Thursday, August 18, 2011

School Supplies: What You May Have Missed

As the month of August speeds towards Labor Day weekend, schools across the country, from elementary to college, are opening their doors again, to give students from every kind of neighborhood another shot at learning something new.

In some states, there is already reason for some hope, even in the face of brutal budget and personnel cuts facing educators everywhere. Nebraska and Iowa both got their ACT test results back yesterday, and students from both states, on average, do better than kids in other states. Those scores are to be commended - but they're not the sole measure of the quality of education in each state, nor should they be.

Paul has taught on both the high school and college level, we each have family members who are or have been teachers, and each of us has taught certain subjects individually - what's commonly known as tutoring. More than many, we understand that school is about far more than just tests.

A growing number of Americans seem to be finally beginning to comprehend the difficulties facing administrators, school boards, teachers and students these days - including increasing acts of violence, by both students and teachers. Still, too many Americans fall back on the tired, old standby complaints when they talk about the problems in education. "It's those damn teachers unions," or "Public schools just can't compete these days," are arguments we all hear regularly, from across the country.

Sadly, the kind of comment we hear hear least, is a heartfelt "Thanks" to teachers and support staff.

When many of us went to school, the economics of the country were far different. Households where both parents worked were not the norm. Single-parent households were rare. Effective wages were much higher, manners and civility were much more the norm- and all of these things helped reduce what we expected schools to deal with at all levels.

For most of us, it's always been more than just reading, 'riting and  'rithmatic. These days, it's much, MUCH more. Now, it's not just reading - it's reading in multiple languages. Writing includes a healthy dose of technology - and often includes writing computer code, as well as "normal" languages. And arithmetic - math - is algebra and geometry, beginning in elementary school. Not to mention that the computer teacher may also double as the art teacher, and perhaps teaches english, to boot - if the kids are lucky. And don't forget world history, American history, and modern history all taught by the same person, with a couple of other subjects thrown in.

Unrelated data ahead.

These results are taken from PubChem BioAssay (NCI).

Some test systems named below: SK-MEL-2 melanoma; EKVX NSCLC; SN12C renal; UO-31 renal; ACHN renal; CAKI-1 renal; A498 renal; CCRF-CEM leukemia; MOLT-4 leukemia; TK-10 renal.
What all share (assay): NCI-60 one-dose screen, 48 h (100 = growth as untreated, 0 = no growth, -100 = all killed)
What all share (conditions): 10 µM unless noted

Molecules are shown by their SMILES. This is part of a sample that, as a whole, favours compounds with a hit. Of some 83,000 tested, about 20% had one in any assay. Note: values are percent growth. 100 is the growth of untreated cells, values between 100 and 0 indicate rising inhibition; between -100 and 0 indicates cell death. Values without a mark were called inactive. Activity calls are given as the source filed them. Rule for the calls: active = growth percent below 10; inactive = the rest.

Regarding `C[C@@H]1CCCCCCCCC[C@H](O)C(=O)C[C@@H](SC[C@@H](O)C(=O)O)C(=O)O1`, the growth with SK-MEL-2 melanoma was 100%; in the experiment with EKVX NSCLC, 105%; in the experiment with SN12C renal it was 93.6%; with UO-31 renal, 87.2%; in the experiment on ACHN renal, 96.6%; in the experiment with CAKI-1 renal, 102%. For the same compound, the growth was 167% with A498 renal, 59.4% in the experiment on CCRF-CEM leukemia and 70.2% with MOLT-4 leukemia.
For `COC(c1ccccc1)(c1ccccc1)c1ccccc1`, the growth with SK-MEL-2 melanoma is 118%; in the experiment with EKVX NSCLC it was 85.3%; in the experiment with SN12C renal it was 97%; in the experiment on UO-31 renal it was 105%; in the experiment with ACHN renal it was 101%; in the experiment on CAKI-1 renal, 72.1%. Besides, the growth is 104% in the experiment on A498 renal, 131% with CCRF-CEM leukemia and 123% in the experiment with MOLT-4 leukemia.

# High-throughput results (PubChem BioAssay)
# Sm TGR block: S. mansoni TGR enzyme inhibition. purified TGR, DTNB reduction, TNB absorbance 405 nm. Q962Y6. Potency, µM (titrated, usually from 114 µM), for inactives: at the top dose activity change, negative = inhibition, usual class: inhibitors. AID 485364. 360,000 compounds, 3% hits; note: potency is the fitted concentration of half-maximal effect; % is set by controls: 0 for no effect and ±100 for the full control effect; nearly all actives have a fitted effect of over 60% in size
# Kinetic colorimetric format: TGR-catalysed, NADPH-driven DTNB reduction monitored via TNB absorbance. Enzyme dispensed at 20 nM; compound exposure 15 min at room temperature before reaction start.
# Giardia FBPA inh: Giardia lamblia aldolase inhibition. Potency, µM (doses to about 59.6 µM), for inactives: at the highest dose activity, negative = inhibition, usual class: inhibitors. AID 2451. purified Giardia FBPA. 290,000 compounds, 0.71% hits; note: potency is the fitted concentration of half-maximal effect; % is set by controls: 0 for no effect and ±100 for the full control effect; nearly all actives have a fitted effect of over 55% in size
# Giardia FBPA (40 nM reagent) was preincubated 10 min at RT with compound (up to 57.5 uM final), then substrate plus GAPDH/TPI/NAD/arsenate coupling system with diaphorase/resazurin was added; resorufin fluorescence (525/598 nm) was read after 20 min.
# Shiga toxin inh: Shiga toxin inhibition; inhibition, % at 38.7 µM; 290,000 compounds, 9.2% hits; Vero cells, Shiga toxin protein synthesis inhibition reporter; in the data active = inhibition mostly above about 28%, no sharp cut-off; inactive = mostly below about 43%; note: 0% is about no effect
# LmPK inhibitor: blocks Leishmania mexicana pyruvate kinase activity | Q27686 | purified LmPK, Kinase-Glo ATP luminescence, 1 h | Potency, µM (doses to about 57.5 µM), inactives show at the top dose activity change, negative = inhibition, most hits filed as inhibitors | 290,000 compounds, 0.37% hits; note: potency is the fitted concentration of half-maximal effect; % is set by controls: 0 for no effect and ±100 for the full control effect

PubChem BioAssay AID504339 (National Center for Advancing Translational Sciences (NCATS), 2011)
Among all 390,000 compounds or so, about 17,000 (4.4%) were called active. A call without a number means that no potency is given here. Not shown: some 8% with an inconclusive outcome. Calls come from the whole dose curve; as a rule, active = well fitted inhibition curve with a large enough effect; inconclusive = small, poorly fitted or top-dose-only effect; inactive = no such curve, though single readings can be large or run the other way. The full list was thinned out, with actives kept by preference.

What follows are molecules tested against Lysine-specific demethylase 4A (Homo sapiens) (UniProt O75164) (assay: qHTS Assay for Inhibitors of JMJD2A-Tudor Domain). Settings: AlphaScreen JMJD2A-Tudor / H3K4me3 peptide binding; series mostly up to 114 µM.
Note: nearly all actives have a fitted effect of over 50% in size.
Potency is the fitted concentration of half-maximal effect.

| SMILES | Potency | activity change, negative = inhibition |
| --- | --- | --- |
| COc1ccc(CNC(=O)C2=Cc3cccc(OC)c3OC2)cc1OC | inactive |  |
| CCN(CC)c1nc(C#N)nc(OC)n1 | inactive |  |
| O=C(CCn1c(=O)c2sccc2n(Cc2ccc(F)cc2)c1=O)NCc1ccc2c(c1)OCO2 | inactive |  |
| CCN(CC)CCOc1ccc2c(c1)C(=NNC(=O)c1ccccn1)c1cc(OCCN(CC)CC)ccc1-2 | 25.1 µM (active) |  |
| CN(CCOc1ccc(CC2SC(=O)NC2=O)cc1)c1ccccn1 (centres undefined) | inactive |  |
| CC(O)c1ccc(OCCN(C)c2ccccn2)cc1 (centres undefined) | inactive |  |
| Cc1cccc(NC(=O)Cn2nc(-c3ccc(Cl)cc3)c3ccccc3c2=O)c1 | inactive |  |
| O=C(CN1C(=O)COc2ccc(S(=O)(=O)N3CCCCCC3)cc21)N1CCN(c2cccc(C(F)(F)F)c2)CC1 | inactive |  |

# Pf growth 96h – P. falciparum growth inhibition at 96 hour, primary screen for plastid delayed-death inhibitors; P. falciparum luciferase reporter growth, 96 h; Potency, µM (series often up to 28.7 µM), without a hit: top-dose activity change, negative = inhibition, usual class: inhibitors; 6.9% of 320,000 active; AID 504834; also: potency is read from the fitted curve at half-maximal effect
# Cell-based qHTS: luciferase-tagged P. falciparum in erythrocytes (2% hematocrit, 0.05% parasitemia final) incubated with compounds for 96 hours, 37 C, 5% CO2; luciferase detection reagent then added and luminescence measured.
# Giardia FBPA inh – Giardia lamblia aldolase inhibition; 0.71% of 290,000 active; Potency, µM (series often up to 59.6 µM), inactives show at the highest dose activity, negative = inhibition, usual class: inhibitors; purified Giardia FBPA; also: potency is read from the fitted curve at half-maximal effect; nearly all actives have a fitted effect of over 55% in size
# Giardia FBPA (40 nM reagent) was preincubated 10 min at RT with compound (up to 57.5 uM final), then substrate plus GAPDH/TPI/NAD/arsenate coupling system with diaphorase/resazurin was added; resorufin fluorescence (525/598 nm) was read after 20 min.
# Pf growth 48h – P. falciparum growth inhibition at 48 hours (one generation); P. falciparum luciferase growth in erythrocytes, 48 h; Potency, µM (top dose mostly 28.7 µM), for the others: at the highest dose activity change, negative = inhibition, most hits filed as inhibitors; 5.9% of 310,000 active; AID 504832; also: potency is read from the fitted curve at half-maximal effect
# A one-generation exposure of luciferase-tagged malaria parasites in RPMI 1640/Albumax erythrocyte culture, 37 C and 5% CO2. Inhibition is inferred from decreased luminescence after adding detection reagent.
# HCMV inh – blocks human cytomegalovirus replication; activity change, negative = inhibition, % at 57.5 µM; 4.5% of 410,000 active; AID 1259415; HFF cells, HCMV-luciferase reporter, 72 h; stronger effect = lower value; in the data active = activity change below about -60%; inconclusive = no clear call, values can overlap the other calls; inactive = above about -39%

Most teachers are also coaches - or they're the faculty advisor (meaning 'coach by another name') for some other activity that used to be considered "extracurricular". If kids want to get beyond just high school, everything from shop to home ec, from football to theatre has become "extracurricular" these days.

This, of course, has teachers and administrators everywhere - in public and private schools alike -continuing to operate from smaller and smaller budgets. This increasingly means teachers have to work another job, on top of their chosen profession, to make ends meet for their families.

That says nothing for the paperwork and lesson plans most of them take home every day, as they always have.

The supplies that we ask that you bring to school this year, whether you're a student, parent, teacher, administrator - or legislator looking at education budgets - are simple.

Serious respect; significant patience; and a real understanding of what our teachers face every day in this economy, just to do their jobs.

No one goes into teaching these days for either the money or job security. Neither exists much anymore. If someone is there, teaching your children - or you - they're there because they've got a passion for it. As former teacher and cartoonist - and our editor-in-chief - Paul Fell has often said: "teaching just gets in your blood".

We doubt most Americans can say the same about their job.

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